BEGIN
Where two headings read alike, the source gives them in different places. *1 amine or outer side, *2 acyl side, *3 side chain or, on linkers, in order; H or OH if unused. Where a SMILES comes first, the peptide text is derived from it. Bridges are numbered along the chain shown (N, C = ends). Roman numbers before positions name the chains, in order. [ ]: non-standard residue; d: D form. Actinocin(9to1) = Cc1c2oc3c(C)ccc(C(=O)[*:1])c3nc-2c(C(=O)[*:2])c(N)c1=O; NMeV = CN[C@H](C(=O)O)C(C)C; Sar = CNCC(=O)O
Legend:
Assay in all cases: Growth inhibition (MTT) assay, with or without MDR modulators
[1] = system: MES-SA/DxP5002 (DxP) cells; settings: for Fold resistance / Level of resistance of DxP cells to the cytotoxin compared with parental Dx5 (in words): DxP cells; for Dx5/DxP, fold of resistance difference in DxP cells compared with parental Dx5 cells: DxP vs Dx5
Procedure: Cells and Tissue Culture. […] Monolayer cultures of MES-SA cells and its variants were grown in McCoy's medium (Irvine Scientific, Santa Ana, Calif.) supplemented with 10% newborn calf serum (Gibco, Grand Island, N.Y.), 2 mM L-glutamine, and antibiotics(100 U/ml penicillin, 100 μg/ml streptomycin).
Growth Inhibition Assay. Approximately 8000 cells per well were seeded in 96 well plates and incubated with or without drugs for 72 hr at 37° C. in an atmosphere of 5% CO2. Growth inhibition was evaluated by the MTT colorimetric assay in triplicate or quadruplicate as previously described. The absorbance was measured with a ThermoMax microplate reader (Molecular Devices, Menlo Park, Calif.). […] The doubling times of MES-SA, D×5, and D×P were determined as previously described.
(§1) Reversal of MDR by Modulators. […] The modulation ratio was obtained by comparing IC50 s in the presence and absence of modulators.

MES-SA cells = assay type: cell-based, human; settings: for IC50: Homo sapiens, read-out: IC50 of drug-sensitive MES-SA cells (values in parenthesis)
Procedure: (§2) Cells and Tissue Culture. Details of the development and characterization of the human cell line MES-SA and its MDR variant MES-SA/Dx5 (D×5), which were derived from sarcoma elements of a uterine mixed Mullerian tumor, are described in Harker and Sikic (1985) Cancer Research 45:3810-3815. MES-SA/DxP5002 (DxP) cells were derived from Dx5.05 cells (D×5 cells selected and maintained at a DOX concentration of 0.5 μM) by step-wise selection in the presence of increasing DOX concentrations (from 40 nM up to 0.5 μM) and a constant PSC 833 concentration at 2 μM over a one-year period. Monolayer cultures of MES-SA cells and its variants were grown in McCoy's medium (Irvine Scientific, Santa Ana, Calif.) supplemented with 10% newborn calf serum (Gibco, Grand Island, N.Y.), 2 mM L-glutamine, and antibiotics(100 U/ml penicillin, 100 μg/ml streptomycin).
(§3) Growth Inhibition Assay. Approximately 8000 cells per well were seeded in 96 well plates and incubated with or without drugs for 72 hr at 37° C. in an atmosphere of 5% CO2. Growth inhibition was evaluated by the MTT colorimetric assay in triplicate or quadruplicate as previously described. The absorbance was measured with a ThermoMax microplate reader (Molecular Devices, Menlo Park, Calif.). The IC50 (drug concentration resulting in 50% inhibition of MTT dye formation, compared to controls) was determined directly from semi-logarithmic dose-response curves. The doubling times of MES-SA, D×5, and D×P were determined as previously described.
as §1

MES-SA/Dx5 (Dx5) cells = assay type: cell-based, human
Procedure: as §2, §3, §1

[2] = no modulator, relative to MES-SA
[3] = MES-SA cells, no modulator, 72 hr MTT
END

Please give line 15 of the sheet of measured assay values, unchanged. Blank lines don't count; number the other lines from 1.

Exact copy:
[3] = MES-SA cells, no modulator, 72 hr MTT